One more night is all that separates us from the start of a new season of college football. If you are anything like me, you’ve been operating with full attention on the game, much to the chagrin of our employers. While our productivity may have lessened, the focus and nervous anticipation has been jammed to full throttle for the better part of a week. Along with this, it’s not uncommon to think with a little bit of good fortune, where this team might be in four months time. That, however, would be getting ahead of ourselves so rather than do that, let’s ponder a little more deeply about what this team needs to do to accomplish the utlimate goal.
There has been great discussion all summer about our hopes for the team and who we may think will step up and play a vitale role. We all want to see the tight end involved much more and we don’t mean as an extra tackle in max protect. Naturally, the offensive line needs to find some solidarity and become a trusted unit. Having the Vest dive a few more chapters into the offensive playbook would also be grounds for rejoicement and seeing Zach Boren used in the passing game would add another layer to the attack. Plus, I’d be remiss if I didn’t mention how the return of Tyler Moeller should be felt right away. These are all wrinkles most fans would love to see.
In addition to those useful tactics, what about some other factors that often get overlooked? One important one which is often glossed over would be our offensive red zone efficiency, which ranked as one of the worst in the Big Ten last year. This is even more disappointing coming from a team of our quality regardless of the warts the offense had. Ohio State ranked ninth in the league by converting 79% of the red zone trips into points. Far be it from me to get sabermetrical, but the problem with this calcuation is it essentially awards the same value to field goals as it does with touchdowns. Stripping out the field goals, the team scored 25 touchdowns on 47 trips which works out to be a tick over half the time. Not good, unless you think its acceptable to be hanging around the likes of Indiana, Minnesota and, ahem, Michigan. Couple this with five trips that resulted in no opportunity for points as a result of a turnover or some other calamity, one can pretty quickly see this is an area in need of improvement.
What makes the red zone numbers more important for Ohio State is our style of offense. While the team isn’t necessarily as conservative as some think, they definitely have backed themselves into high risk situations as a result of a low risk offense. There’s absolutely nothing wrong with this if you convert your red zone opportunities into points. If you don’t, hello white knuckles and clock managment. Taking it step further, it’s not just points that are important but points by way of touchdowns. Being content with field goals actually can give a morale boost to the opposition because, in their eyes, they just held you out of the endzone...again.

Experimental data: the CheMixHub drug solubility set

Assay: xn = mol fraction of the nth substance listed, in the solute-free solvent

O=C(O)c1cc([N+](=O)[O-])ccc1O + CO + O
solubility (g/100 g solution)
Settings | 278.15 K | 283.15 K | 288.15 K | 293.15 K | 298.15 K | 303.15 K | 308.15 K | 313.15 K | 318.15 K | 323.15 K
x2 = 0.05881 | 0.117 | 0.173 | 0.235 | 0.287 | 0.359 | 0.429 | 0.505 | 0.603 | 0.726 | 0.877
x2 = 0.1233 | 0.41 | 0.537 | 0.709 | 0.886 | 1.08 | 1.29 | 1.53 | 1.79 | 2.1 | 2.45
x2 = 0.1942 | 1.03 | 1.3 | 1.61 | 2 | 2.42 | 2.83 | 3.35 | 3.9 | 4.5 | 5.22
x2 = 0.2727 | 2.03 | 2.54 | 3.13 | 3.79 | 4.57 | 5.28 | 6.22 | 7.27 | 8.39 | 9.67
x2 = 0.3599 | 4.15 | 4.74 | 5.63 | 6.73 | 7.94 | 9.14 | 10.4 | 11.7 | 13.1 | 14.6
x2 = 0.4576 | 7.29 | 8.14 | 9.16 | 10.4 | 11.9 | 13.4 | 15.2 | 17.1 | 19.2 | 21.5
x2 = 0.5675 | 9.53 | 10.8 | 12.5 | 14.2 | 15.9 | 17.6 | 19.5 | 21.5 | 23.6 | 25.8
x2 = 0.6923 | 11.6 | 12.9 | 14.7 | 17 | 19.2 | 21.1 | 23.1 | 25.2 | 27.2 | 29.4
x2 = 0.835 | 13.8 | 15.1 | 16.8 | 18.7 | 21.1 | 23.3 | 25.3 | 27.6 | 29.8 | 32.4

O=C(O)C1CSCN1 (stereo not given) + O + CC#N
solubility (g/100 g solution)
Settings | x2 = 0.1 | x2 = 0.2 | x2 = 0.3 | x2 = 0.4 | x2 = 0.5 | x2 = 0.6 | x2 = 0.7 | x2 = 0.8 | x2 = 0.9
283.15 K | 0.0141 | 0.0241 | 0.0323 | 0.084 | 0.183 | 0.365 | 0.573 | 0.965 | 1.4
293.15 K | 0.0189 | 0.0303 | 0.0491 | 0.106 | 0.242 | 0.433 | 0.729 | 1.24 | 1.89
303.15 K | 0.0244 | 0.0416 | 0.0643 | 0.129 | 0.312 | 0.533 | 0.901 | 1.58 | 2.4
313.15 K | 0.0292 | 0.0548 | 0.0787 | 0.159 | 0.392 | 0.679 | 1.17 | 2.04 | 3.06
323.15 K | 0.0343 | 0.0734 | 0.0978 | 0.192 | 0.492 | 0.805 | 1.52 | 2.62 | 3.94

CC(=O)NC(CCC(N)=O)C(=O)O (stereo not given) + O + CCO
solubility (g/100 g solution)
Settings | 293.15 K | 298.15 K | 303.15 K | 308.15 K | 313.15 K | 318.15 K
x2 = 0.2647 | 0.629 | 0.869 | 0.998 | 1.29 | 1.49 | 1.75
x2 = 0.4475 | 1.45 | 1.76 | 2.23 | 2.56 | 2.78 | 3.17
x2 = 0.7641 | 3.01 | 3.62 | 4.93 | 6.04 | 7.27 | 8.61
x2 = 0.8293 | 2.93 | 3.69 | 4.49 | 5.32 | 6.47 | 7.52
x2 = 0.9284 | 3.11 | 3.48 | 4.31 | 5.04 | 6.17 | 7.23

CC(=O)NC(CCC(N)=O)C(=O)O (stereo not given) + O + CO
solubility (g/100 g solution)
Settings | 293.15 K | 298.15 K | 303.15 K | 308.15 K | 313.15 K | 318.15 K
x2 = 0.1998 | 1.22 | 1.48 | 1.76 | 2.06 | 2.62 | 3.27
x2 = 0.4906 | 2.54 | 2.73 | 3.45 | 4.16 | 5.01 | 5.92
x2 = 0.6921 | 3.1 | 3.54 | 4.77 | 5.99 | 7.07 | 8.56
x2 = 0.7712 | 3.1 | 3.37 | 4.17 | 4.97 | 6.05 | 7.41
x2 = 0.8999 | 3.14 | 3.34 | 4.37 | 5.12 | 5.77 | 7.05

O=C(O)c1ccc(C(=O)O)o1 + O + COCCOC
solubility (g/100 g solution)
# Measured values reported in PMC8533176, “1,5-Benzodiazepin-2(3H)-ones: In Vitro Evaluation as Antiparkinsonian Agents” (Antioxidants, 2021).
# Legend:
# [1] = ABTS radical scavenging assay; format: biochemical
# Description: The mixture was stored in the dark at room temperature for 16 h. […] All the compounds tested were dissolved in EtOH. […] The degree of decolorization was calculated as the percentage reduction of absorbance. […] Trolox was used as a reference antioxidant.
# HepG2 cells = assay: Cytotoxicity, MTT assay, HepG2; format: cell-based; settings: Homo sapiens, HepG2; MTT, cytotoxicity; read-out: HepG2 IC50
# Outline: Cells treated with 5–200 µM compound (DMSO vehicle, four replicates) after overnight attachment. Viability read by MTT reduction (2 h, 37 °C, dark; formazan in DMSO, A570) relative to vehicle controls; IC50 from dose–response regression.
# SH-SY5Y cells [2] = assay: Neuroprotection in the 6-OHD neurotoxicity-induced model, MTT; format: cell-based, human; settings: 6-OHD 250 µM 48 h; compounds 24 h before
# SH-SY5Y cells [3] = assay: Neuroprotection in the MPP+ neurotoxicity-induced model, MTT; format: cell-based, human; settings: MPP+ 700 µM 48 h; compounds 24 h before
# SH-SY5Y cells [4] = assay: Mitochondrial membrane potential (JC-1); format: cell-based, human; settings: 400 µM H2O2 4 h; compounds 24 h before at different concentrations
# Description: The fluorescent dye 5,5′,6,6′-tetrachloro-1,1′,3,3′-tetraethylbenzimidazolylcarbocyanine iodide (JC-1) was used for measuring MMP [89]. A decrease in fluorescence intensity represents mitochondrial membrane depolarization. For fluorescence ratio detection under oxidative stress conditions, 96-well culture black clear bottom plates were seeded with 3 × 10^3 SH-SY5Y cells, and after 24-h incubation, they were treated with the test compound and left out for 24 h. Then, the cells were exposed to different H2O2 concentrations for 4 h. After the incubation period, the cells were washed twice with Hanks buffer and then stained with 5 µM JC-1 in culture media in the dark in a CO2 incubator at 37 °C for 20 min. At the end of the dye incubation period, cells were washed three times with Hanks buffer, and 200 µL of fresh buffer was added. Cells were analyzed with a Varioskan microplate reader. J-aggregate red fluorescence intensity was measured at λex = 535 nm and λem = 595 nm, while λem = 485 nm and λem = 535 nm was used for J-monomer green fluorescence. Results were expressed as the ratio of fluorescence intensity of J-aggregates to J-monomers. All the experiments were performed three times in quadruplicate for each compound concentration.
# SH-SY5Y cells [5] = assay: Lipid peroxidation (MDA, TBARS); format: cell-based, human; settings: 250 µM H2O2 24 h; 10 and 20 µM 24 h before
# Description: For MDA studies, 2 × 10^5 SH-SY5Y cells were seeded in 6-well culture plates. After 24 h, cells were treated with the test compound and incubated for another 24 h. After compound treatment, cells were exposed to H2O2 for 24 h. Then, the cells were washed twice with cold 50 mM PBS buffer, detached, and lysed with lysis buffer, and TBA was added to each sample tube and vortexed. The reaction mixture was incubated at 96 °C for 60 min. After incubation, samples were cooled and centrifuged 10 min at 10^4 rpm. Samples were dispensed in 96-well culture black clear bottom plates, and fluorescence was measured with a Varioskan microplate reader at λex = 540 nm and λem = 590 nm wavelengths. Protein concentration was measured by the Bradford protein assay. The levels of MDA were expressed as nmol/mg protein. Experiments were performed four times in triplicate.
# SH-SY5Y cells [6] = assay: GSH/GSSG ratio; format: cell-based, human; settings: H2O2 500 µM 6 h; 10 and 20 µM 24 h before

We saw this problem in its purest form a few times in the last two seasons. In the first half against Texas in the Fiesta Bowl, the offense was marching up and down the field on the Longhorns but could not convert opportunities to touchdowns. As a result, after chewing up sizable yardage, Ohio State had virtually nothing to show for it on the scoreboard at halftime. A similar occurance happened this past year against USC and Oregon. Against the Trojans, we had to settle on field goals after being inside the five yardline twice. That very well may have been the difference in the game and it was nearly so against Oregon. In a game where Ohio State possessed the ball for a vast majority of playing time, it still was a close game in the last quarter. Four field goals, including one off a 19 play drive, left the door open for the Ducks.
Solving this issue is likely a combination of factors. The staff needs to be a little more aggressive in targeting the endzone much like they did with Posey late in the Rose Bowl. Running backs need to buckle down and fight for first downs and be physical at the point. Execution has to be tighter because the team is operating in a condensed space where the defense can use the boundaries as extra defenders. Lastly, it may be wise to rely on players who have considerable physical advantages like 6’7” wide receiver, Ty Williams. As Darrel Hazel, his position coach, put it recently when talking about his potential:
He is going to be spectacular...he might be one of the best guys ever to come out of here...he is going to be a phenom. I love him.
I’m not suggesting Williams shoulder all the responsibility but if he garners praise like this from his coach and can score a few touchdowns off jump balls, then a redshirt may not be in order.
Improving red zone efficiency from an offensive perspective isn’t a guarantee for wins, of course. Elite teams also need intangibles like leadership which is as important as any statistic in a boxscore. The 2002 team exempfied this as well as any. Howeveer, red zone efficiency is certainly a crtical element to a team’s success or, at the very least, how easy the success comes. I’ll be watching closely in hopes for definite improvement, higher TD conversions and, with apologies to Devin Barclay, fewer field goals.